I’m only slowly becoming a decent cook, but I’m not a baker at all. I think cooking and baking are left-brain, right-brain things. Baking is for mathy-sciencey people, for people who can handle precision and attention to detail, for people who like following rules (you know, for NERDS!). Cooking is for us creative types, us loosey-goosey, hippie-dippy, just-wing-it liberal arts majors. I guess what I’m saying is that cooking is fun but baking is HARD.
I’m trying to expand my kitchen horizons, though, and though I may resist, that involves baking. I’ve made my fair share of cookies and pizza crusts, but these bagels were a whole new world. And I’m not gonna lie: they took FOR.EV.ER. Part of that was because I kneaded everything by hand (no stand mixer in this kitchen!), and part of it is that it really does take forever — two hours for the first rise, kneading the shhh out of it, shaping, retarding overnight in the fridge, boiling and finally baking — these are not a quick treat to whip up on a whim.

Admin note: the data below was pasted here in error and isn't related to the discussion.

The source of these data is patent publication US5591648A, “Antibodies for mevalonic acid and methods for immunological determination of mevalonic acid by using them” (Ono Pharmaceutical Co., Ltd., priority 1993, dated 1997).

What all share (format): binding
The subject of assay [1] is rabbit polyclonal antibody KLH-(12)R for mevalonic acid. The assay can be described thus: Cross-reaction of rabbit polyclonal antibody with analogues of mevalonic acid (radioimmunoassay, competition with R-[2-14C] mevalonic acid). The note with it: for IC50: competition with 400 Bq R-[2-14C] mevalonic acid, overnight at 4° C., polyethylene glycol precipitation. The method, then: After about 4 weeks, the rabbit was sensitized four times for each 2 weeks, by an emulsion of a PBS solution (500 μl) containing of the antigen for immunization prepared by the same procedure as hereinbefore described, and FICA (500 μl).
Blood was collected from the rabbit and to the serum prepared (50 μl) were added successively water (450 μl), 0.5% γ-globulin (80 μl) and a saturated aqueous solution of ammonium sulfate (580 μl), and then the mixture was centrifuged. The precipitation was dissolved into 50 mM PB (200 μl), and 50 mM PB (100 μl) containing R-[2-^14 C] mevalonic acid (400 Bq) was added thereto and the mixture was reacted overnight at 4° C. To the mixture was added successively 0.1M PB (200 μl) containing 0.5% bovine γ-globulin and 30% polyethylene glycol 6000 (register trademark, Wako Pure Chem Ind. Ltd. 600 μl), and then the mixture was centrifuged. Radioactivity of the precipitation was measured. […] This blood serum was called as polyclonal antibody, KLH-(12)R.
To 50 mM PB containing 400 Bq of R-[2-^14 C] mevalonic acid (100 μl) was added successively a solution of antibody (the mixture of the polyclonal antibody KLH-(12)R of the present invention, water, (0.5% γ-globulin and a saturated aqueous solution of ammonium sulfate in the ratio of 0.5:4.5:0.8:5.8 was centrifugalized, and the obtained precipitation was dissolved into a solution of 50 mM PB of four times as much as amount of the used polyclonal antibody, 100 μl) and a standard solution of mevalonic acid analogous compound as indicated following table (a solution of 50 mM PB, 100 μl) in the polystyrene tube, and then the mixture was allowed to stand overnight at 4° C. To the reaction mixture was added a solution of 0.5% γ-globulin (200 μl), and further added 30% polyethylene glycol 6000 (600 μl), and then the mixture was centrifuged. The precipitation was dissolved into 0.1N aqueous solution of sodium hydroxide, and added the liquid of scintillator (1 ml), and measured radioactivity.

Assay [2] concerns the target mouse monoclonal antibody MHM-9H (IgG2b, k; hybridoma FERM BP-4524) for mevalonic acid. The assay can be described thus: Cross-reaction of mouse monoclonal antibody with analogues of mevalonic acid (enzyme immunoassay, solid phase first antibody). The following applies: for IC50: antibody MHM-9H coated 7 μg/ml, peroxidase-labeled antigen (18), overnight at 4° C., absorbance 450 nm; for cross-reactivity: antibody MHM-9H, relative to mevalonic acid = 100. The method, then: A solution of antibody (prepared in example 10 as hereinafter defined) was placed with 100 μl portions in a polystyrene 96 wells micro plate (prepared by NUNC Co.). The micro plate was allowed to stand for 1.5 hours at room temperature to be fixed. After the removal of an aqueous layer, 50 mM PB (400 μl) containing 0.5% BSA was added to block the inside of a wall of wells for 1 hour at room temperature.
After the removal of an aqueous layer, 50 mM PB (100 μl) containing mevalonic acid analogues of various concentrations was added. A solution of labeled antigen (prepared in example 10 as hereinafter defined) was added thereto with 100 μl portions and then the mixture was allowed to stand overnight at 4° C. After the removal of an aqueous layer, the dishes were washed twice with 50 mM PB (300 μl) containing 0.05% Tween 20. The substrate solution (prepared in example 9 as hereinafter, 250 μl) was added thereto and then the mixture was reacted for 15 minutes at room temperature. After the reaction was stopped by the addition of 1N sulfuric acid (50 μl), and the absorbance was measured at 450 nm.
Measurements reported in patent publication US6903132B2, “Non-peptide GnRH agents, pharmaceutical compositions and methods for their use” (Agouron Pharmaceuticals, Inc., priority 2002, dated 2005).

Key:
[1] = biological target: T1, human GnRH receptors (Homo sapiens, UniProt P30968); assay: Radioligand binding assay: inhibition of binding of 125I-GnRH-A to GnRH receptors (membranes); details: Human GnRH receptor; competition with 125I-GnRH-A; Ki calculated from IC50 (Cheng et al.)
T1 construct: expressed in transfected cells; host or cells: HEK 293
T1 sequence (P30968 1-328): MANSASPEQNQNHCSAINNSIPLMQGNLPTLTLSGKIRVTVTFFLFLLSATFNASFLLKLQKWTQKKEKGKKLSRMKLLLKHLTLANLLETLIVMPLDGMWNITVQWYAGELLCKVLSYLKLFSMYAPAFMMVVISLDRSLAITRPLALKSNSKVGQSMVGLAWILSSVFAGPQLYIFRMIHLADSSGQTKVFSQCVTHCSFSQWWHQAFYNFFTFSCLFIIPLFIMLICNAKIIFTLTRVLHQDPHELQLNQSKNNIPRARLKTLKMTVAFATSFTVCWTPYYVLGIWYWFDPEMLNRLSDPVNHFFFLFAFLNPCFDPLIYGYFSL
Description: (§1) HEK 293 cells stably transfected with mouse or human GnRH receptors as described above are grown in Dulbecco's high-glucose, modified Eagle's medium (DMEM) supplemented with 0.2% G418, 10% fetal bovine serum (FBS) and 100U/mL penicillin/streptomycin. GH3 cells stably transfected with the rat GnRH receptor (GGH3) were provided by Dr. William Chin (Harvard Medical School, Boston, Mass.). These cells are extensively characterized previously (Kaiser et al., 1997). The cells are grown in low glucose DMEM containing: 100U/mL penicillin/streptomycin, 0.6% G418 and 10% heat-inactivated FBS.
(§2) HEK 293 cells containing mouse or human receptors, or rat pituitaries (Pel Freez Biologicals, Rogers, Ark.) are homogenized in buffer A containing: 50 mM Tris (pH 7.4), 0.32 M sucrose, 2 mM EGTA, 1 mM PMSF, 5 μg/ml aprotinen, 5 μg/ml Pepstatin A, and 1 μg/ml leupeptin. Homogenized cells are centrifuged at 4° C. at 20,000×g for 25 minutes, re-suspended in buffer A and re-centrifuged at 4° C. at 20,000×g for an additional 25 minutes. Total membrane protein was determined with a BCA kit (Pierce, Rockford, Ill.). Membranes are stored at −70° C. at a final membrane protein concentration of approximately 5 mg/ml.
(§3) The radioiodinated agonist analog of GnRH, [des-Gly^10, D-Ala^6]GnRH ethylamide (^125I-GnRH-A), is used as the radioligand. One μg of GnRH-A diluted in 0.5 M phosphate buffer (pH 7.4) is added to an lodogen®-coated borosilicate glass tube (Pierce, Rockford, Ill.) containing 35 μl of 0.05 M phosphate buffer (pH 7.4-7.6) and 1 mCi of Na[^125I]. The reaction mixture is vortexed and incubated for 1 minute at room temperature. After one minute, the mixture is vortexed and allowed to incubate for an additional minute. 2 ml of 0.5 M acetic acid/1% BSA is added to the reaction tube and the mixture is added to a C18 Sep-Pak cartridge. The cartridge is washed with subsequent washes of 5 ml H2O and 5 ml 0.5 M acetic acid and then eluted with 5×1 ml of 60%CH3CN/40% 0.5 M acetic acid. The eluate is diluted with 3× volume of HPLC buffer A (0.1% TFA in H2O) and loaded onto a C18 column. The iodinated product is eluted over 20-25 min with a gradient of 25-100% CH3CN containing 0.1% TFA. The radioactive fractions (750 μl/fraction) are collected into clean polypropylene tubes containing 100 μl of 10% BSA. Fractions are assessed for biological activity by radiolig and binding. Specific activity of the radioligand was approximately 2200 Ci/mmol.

So now that I’ve absolutely convinced you never to make these bagels, I have to tell you that that would be a mistake. Because these were out of this world! Perfectly chewy crust with incredibly tender and flavorful interior — I’ve honestly never had a better bagel. It’s a solid thousand percent better than bagels you get from the grocery store, and several heads above Panera and Einstein Bros. bagels. I’m sure some New York bagel purists will disagree, but to me, these are perfection. Plus, they cross one thing off my Kitchen Bucket List!
JALAPENO CHEDDAR BAGELS (recipe from Brown Eyed Baker)
1 tsp instant yeast [see below for my modifications with active dry yeast]
4 cups (18 ounces) high-gluten or bread flour
2½ cups water, at room temperature
½ tsp instant yeast
3¾ cups (17 ounces) high-gluten or bread flour
2½ tsp salt
2 tsp malt powder OR 1 tbsp dark or light malt syrup, honey or brown sugar [I found malt syrup at Whole Foods but could not find malt powder]
8 oz sharp Cheddar cheese, shredded
2 cups minced jalapeño peppers, seeds and membranes removed (about 12 to 14 peppers, depending on size)
1 tbsp baking soda
Cornmeal for dusting
8 ounces sharp Cheddar cheese, shredded
1. To make sponge: stir yeast into flour in large mixing bowl. Add water, whisking or stirring only until it forms smooth, sticky batter (like pancake batter). Cover bowl with plastic wrap and leave at room temperature for about 2 hours, or until mixture becomes very foamy and bubbly. It should swell to nearly double in size and collapse when the bowl is tapped.